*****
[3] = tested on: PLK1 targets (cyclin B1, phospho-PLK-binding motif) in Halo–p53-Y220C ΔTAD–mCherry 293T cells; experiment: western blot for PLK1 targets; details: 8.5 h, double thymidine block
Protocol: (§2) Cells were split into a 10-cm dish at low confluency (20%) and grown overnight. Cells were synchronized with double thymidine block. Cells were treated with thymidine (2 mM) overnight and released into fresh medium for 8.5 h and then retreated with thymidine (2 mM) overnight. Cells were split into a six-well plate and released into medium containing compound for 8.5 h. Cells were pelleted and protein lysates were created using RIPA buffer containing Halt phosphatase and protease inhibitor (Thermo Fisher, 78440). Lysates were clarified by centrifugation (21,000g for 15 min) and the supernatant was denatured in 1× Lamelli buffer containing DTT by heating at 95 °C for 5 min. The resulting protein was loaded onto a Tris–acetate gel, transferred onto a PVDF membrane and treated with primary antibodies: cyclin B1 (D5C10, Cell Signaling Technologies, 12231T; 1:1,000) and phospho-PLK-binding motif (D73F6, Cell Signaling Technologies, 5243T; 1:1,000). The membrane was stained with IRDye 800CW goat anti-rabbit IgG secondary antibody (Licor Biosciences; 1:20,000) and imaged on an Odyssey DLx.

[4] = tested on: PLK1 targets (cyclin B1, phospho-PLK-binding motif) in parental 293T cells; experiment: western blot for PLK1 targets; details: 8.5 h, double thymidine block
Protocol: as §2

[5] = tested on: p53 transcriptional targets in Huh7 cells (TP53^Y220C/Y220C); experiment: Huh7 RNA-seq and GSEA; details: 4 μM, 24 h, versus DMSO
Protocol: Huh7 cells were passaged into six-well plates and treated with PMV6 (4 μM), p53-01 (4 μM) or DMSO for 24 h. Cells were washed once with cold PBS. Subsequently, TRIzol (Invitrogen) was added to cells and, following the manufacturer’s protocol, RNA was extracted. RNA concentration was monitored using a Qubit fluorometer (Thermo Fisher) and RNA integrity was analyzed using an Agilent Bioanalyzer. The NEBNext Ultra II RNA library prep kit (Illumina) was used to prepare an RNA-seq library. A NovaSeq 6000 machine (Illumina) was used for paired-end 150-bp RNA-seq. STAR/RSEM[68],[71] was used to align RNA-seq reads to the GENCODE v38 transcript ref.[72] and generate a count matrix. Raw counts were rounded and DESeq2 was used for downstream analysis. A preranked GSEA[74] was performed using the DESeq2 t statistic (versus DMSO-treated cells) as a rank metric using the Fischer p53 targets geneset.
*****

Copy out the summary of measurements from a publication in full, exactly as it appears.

[3] = tested on: PLK1 targets (cyclin B1, phospho-PLK-binding motif) in Halo–p53-Y220C ΔTAD–mCherry 293T cells; experiment: western blot for PLK1 targets; details: 8.5 h, double thymidine block
Protocol: (§2) Cells were split into a 10-cm dish at low confluency (20%) and grown overnight. Cells were synchronized with double thymidine block. Cells were treated with thymidine (2 mM) overnight and released into fresh medium for 8.5 h and then retreated with thymidine (2 mM) overnight. Cells were split into a six-well plate and released into medium containing compound for 8.5 h. Cells were pelleted and protein lysates were created using RIPA buffer containing Halt phosphatase and protease inhibitor (Thermo Fisher, 78440). Lysates were clarified by centrifugation (21,000g for 15 min) and the supernatant was denatured in 1× Lamelli buffer containing DTT by heating at 95 °C for 5 min. The resulting protein was loaded onto a Tris–acetate gel, transferred onto a PVDF membrane and treated with primary antibodies: cyclin B1 (D5C10, Cell Signaling Technologies, 12231T; 1:1,000) and phospho-PLK-binding motif (D73F6, Cell Signaling Technologies, 5243T; 1:1,000). The membrane was stained with IRDye 800CW goat anti-rabbit IgG secondary antibody (Licor Biosciences; 1:20,000) and imaged on an Odyssey DLx.

[4] = tested on: PLK1 targets (cyclin B1, phospho-PLK-binding motif) in parental 293T cells; experiment: western blot for PLK1 targets; details: 8.5 h, double thymidine block
Protocol: as §2

[5] = tested on: p53 transcriptional targets in Huh7 cells (TP53^Y220C/Y220C); experiment: Huh7 RNA-seq and GSEA; details: 4 μM, 24 h, versus DMSO
Protocol: Huh7 cells were passaged into six-well plates and treated with PMV6 (4 μM), p53-01 (4 μM) or DMSO for 24 h. Cells were washed once with cold PBS. Subsequently, TRIzol (Invitrogen) was added to cells and, following the manufacturer’s protocol, RNA was extracted. RNA concentration was monitored using a Qubit fluorometer (Thermo Fisher) and RNA integrity was analyzed using an Agilent Bioanalyzer. The NEBNext Ultra II RNA library prep kit (Illumina) was used to prepare an RNA-seq library. A NovaSeq 6000 machine (Illumina) was used for paired-end 150-bp RNA-seq. STAR/RSEM[68],[71] was used to align RNA-seq reads to the GENCODE v38 transcript ref.[72] and generate a count matrix. Raw counts were rounded and DESeq2 was used for downstream analysis. A preranked GSEA[74] was performed using the DESeq2 t statistic (versus DMSO-treated cells) as a rank metric using the Fischer p53 targets geneset.